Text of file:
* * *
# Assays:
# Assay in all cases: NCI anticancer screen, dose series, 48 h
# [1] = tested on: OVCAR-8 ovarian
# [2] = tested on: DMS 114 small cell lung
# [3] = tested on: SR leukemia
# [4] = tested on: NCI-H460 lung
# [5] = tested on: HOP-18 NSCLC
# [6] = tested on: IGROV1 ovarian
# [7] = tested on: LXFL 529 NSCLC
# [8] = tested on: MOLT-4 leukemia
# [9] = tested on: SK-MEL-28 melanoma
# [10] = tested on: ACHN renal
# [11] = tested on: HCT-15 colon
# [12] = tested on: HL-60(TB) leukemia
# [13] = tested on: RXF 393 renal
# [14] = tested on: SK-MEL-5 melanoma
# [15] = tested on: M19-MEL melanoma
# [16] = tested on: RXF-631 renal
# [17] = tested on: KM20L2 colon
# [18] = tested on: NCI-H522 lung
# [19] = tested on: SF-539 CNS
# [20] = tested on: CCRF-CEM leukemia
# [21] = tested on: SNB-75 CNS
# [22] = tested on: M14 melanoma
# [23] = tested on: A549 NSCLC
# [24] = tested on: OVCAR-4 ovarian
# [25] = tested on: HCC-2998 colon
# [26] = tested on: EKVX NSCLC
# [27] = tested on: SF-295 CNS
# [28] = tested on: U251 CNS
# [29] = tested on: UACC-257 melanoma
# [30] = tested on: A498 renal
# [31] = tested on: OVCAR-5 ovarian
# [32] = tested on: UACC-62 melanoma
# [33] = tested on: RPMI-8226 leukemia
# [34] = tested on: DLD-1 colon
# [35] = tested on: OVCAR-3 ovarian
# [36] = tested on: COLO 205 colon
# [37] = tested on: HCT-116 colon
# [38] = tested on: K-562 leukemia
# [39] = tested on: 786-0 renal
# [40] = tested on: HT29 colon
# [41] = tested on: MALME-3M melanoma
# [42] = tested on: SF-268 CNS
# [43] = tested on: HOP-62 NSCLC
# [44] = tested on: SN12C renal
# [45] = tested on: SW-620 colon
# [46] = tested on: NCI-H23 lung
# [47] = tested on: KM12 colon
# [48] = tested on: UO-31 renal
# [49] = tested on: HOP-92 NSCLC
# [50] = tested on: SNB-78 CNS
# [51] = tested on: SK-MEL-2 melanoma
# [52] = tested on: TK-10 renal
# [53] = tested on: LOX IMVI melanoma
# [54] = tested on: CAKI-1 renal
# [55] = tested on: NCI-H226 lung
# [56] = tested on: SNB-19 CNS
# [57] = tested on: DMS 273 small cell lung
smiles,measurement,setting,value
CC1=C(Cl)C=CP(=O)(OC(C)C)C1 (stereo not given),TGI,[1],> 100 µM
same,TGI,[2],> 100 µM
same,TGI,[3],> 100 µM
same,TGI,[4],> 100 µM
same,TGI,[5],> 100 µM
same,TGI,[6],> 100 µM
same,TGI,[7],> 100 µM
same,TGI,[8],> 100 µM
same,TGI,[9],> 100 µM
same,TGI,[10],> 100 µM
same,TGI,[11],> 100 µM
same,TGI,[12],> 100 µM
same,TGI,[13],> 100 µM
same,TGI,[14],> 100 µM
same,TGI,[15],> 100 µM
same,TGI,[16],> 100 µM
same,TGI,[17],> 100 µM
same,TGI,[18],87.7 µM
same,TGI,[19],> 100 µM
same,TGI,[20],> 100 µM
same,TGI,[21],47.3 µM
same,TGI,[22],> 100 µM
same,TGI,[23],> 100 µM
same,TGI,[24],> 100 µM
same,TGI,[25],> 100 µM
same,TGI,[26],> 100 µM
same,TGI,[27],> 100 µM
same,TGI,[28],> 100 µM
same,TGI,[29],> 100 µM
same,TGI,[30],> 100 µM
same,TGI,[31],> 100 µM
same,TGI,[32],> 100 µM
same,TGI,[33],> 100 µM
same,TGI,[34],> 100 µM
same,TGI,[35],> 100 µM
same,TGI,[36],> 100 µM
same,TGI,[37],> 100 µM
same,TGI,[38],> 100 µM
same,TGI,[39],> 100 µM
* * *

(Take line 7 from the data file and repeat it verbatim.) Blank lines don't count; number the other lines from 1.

# [5] = tested on: HOP-18 NSCLC